Prime Minister Ehud Olmert announced Wednesday night that he will step down from office when a new Kadima party leader is chosen in the September 17 primary, because “he recognized that the investigation evidence held by police is serious and solid,” according to a Wednesday night statement from Israeli police sources.
In what will be the fourth round of questioning in several months, police interrogators will go to the Prime Minister’s residence in Jerusalem to interview Olmert on the latest corruption scandal, police sources told Haaretz. In the so-called “Olmert Tours” affair, Olmert is accused of receiving duplicate funding for trips abroad for himself and his family, and investigators seem more confident than ever that they will have enough information to serve an indictment.
“The investigation Friday is expected to be difficult and uncomfortable for Olmert," said the police sources. "He will be confronted with evidence and documents that have accumulated against him, and it is a fair assumption that he already understands that this involves substantive evidence," they noted.
The latest affair involves duplicate payments made from government coffers to Rishon Tours, a travel agency that Olmert and his family used to arrange trips abroad.
'Anyone else would have already been arrested'
As happened in the investigations over Olmert’s Talansky affair, the Prime Minister’s Office allotted only two hours for police to question him on this case, despite their demand for more time. "Anyone else would have been arrested had similar suspicions been raised against him. Unlike any other suspect, Olmert is getting privileged treatment. He is setting the date and duration of the questioning," a police source said earlier this month regarding the previous round of questioning.
The Justice Ministry issued a statement earlier this month alleging that the prime minister requested financing for State trips abroad from several organizations simultaneously, also requesting funding from the State. Olmert then allegedly had Rishon Tours produce a separate receipt for each entity that he asked to finance the trips, as if that body were the sole sponsor.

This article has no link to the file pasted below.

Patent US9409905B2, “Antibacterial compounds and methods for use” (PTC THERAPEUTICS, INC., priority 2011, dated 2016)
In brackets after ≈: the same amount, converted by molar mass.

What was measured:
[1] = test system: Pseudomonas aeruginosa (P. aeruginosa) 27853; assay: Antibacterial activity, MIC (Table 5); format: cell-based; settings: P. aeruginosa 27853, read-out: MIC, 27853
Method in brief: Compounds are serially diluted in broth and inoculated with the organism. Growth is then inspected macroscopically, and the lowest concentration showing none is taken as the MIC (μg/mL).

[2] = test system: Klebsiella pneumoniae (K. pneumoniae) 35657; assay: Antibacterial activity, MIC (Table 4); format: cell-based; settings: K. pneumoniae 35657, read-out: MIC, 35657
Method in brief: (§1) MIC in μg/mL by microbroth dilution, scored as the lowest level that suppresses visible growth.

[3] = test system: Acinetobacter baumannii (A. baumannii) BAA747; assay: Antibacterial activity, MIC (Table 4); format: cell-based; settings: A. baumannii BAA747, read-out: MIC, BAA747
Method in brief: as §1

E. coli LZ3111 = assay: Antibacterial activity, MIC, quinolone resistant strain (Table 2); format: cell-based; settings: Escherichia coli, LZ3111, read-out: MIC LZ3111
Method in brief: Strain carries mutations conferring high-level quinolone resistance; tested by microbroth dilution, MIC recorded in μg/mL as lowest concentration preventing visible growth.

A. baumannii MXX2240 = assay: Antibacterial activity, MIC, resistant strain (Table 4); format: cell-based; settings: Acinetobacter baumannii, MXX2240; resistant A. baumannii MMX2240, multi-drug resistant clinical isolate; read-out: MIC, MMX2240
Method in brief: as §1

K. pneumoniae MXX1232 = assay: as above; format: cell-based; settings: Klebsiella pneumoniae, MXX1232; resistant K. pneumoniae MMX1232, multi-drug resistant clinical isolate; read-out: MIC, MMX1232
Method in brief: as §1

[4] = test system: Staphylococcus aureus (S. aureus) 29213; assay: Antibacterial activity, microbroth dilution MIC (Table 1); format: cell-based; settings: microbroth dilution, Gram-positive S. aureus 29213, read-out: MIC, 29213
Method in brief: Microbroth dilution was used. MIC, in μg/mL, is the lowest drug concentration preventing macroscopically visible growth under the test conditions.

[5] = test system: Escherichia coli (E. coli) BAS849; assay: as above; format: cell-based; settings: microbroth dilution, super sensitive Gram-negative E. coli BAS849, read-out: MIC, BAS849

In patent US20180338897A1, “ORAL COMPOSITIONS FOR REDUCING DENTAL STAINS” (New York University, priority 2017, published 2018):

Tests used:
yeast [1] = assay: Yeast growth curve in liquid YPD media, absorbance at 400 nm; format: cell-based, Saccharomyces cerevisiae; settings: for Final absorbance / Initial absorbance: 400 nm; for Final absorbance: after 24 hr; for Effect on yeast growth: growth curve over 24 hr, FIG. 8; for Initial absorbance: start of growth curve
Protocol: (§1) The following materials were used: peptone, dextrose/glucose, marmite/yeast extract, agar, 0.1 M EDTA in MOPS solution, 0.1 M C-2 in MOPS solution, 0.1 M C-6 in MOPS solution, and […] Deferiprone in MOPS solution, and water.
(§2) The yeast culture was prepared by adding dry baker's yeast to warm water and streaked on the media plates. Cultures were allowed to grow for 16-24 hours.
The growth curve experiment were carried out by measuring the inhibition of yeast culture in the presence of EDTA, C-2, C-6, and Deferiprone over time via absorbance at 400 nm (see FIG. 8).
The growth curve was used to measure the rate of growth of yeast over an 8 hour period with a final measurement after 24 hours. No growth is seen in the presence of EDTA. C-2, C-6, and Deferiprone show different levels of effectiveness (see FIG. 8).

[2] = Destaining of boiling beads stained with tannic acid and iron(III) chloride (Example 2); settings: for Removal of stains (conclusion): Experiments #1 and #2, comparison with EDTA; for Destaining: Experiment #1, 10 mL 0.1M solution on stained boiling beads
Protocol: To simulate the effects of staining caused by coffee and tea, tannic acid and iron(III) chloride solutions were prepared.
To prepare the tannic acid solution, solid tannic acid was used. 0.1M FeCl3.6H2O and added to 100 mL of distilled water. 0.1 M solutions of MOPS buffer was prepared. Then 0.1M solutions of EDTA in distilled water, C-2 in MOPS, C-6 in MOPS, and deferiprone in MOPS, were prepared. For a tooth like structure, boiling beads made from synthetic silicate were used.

Rishon Tours then deposited the money Olmert gained in this way into a private account the tour company established in his name, investigators allege. The police allege that the prime minister used the extra money to book and finance, through the agency, dozens of private trips for himself and his family.
In Friday’s investigation, Olmert will be asked to explain a collection of documents which police believe show him implementing this system with Rishon Tours acting as his accomplice.
The investigation will focus on the years that Olmert served as the mayor of Jerusalem, from 1993-2003, as well as his term as Minister of Industry and Trade, which he held from 2003 to 2006. Police sources said recently that there is "a high probability" that Olmert will be indicted in the Olmer Tours affair.
'Not off the hook, but relatively safe for now'
After the prime minister’s announcement Wednesday night that he will not be seeking re-election, in effect declaring his resignation, police investigators said that as far as they are concerned, Olmert is still not off the hook. According to a spokeswoman for the National Fraud Unit, the surprise statement will have no bearing on the police probes.
"The investigation continues as normal. Detectives will question Olmert on Friday at his residence irrespective [of his announcement]," said the spokeswoman.
However, Olmert’s continued tenure for the next two months will hamper the police in reaching indictments against him. "Olmert did not resign," said a law enforcement source said after the announcement. "From our point of view, he is still a serving prime minister and he has immunity. This has many implications on the investigation."